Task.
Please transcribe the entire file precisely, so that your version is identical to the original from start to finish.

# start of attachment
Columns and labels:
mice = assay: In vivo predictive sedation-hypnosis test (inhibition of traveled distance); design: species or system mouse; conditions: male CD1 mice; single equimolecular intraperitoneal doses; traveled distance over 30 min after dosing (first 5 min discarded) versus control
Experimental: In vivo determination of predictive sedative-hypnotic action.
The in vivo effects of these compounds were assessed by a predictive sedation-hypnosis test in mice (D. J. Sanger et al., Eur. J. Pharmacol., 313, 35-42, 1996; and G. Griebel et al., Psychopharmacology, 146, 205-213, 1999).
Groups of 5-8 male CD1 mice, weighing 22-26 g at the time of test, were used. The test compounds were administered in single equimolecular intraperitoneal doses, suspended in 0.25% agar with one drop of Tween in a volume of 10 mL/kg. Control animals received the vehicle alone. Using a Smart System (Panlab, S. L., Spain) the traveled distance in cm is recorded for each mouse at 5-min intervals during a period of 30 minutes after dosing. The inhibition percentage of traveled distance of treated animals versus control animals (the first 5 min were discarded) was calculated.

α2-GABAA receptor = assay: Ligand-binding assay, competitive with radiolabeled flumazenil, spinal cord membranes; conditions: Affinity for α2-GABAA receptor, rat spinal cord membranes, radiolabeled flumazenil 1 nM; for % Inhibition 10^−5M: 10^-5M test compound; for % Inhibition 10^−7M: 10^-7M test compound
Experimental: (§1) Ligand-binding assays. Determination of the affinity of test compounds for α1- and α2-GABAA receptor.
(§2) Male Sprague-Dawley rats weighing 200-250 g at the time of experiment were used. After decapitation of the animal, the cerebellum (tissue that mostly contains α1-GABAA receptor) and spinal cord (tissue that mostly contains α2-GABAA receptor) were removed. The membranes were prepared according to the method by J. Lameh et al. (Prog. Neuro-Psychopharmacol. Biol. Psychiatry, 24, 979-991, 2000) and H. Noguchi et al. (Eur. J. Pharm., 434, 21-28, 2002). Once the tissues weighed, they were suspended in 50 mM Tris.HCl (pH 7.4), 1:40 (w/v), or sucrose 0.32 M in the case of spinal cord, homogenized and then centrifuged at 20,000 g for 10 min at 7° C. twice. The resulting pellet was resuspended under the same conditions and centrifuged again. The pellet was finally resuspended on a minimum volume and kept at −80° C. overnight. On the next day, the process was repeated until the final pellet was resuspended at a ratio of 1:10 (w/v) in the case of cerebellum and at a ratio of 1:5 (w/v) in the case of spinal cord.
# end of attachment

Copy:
Columns and labels:
mice = assay: In vivo predictive sedation-hypnosis test (inhibition of traveled distance); design: species or system mouse; conditions: male CD1 mice; single equimolecular intraperitoneal doses; traveled distance over 30 min after dosing (first 5 min discarded) versus control
Experimental: In vivo determination of predictive sedative-hypnotic action.
The in vivo effects of these compounds were assessed by a predictive sedation-hypnosis test in mice (D. J. Sanger et al., Eur. J. Pharmacol., 313, 35-42, 1996; and G. Griebel et al., Psychopharmacology, 146, 205-213, 1999).
Groups of 5-8 male CD1 mice, weighing 22-26 g at the time of test, were used. The test compounds were administered in single equimolecular intraperitoneal doses, suspended in 0.25% agar with one drop of Tween in a volume of 10 mL/kg. Control animals received the vehicle alone. Using a Smart System (Panlab, S. L., Spain) the traveled distance in cm is recorded for each mouse at 5-min intervals during a period of 30 minutes after dosing. The inhibition percentage of traveled distance of treated animals versus control animals (the first 5 min were discarded) was calculated.

α2-GABAA receptor = assay: Ligand-binding assay, competitive with radiolabeled flumazenil, spinal cord membranes; conditions: Affinity for α2-GABAA receptor, rat spinal cord membranes, radiolabeled flumazenil 1 nM; for % Inhibition 10^−5M: 10^-5M test compound; for % Inhibition 10^−7M: 10^-7M test compound
Experimental: (§1) Ligand-binding assays. Determination of the affinity of test compounds for α1- and α2-GABAA receptor.
(§2) Male Sprague-Dawley rats weighing 200-250 g at the time of experiment were used. After decapitation of the animal, the cerebellum (tissue that mostly contains α1-GABAA receptor) and spinal cord (tissue that mostly contains α2-GABAA receptor) were removed. The membranes were prepared according to the method by J. Lameh et al. (Prog. Neuro-Psychopharmacol. Biol. Psychiatry, 24, 979-991, 2000) and H. Noguchi et al. (Eur. J. Pharm., 434, 21-28, 2002). Once the tissues weighed, they were suspended in 50 mM Tris.HCl (pH 7.4), 1:40 (w/v), or sucrose 0.32 M in the case of spinal cord, homogenized and then centrifuged at 20,000 g for 10 min at 7° C. twice. The resulting pellet was resuspended under the same conditions and centrifuged again. The pellet was finally resuspended on a minimum volume and kept at −80° C. overnight. On the next day, the process was repeated until the final pellet was resuspended at a ratio of 1:10 (w/v) in the case of cerebellum and at a ratio of 1:5 (w/v) in the case of spinal cord.